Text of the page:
The sound of the rover's electric motors and a crash as Vipin plowed through a stand of sac-bushes, caromed off a large gas-tree, and skidded to a halt right in front of Besnik. The vehicle's nose was coated in several varieties of biological slime, each with its own consistency and putrescent shade of brown. "Hell, Besnik. You've been breathing this mess? Why didn't you call sooner?"
"Hell, Vipin, I tried." He replied, watching the tree Vipin had plowed over begin to slither into the ground below the rover. Something about that motion seemed wrong, but with his head swimming from the stench of the mud, he couldn't figure out exactly what it was. "Hey, did we know gas trees live in burrows?"
"Besnik, that doesn't even make a little bit of sense. Let's get you to medical." Inside the bubble canopy, Besnik saw Vipin strap on his own helmet and head for the belly hatch.
Besnik had a foggy sort of idea, but it was a very unpleasant one. "Wait, Vipin, don't-"
It was too late to warn him. The other explorer leapt the last few rungs of the boarding ladder, and just as his boots touched the spongy soil, a lightning-fast vortex of beige tendrils erupted from the vanished tree's "burrow" to ensnare him. Besnik saw a flash of comically surprised expression behind Vipin's faceplate, then his partner disappeared into the ground.
"Hells." Besnik took a step backward. He realized what had been bothering him. The gas-trees all around him had trembled and spasmed when Vipin had struck one with the rover. They weren't trees at all - they were the limb-like tendrils of some colonial organism living underground. The scent of unfamiliar human flesh had convinced some of these creatures to free up tendrils to snare him if he wandered too close - and Vipin had jumped right into its grasp.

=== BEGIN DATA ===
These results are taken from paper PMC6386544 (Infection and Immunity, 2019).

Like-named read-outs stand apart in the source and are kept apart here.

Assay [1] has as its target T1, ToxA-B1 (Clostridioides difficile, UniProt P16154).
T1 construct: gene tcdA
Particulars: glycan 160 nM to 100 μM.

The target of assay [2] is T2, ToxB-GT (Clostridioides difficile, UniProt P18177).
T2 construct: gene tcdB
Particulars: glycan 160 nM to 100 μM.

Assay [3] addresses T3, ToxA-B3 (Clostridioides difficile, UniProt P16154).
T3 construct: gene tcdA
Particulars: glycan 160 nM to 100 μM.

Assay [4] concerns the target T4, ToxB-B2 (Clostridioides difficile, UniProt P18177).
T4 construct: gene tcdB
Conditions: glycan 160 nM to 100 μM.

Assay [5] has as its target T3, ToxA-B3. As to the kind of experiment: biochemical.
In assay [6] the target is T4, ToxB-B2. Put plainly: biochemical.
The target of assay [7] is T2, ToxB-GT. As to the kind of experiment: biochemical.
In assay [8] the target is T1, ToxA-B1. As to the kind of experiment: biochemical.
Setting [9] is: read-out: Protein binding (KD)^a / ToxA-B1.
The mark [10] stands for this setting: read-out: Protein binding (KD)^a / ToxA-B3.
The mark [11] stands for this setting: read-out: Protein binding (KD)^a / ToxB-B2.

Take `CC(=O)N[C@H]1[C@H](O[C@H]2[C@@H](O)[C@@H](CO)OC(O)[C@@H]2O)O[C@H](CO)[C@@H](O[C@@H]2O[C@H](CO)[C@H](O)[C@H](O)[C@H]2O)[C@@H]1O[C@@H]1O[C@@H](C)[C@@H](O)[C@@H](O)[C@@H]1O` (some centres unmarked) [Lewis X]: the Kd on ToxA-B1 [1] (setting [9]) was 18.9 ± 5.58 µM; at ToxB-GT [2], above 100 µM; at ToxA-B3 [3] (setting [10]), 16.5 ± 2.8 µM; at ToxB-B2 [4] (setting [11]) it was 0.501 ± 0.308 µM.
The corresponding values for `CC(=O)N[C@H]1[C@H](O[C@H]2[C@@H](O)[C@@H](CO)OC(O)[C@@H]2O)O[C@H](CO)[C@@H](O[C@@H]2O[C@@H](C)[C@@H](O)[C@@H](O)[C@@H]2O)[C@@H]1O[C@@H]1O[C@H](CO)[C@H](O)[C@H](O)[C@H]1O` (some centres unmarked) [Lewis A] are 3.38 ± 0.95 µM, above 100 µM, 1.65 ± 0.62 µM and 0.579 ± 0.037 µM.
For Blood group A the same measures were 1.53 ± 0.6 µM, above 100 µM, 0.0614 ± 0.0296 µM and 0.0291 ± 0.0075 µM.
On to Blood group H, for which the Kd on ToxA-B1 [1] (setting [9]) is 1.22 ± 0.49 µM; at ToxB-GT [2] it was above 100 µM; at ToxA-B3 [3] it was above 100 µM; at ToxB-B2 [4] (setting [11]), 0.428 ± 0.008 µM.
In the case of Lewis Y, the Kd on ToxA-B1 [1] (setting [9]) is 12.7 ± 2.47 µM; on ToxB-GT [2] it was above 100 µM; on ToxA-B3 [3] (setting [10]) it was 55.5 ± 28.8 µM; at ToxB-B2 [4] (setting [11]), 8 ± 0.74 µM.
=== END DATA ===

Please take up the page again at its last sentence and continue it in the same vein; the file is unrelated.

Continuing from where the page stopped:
With a chorus of tearing and popping noises, the other trees nearby began to deflate and fall to the ground as well. He was, he could see, thoroughly surrounded, and even if he was not light-headed from the stink of the substance on his boots, he doubted he could keep track of where each set of tendrils vanished in order to chart a safe path out of the trap.
"Besnik!" Vipin's voice contained a mix of fear and rage. "Get me out of here! I'm-"
Besnik didn't hear whatever Vipin said next. He took another step backward, stumbled on a rock hidden in the undergrowth, staggered, and fell onto his back - right into the eager embrace of the vine-like beige tendrils.
Besnik M. sent us today's story. Besnik is a field xenobiologist who has spent a lot of time on life-bearing worlds, examining their ecosystems. What he sent us here is, by his own words, a snapshot of what it's like to work on one of the most densely thriving planets he's ever set foot on. He sent this account as a high-fidelity suit-camera recording, but Sovanna took one look at it and decided not to subject her audience to the footage. It will be clear fairly quickly from reading his account why she chose not to put it on Feedback Loop, and why this particular life-bearing planet was skipped over for colonization, even though its stellar primary is close to a major artery of the Spacelanes.
Besnik's account here has been left on a cliffhanger because that's where the footage ended. According to his supplementary notes, what follows was a bit of an anticlimax featuring Besnik and his partner Vipin shouting unkind things at each other through the wet, peat-like soil, then burrowing back out to their vehicle. Whatever dragged them down (Besnik is confident that it was some sort of meta-colony of carnivorous gas trees) presumably found humans quite unappetizing. It didn't hurt either xenobiologist, and they didn't have any further run-ins with it in their remaining time on the surface.
Besnik does observe that not everything on the planet was so harmless. He claims that he spent four days laid up in sickbay after trying to scrape the dried mud off his boots and discovering that it contained toxin-secreting microorganisms.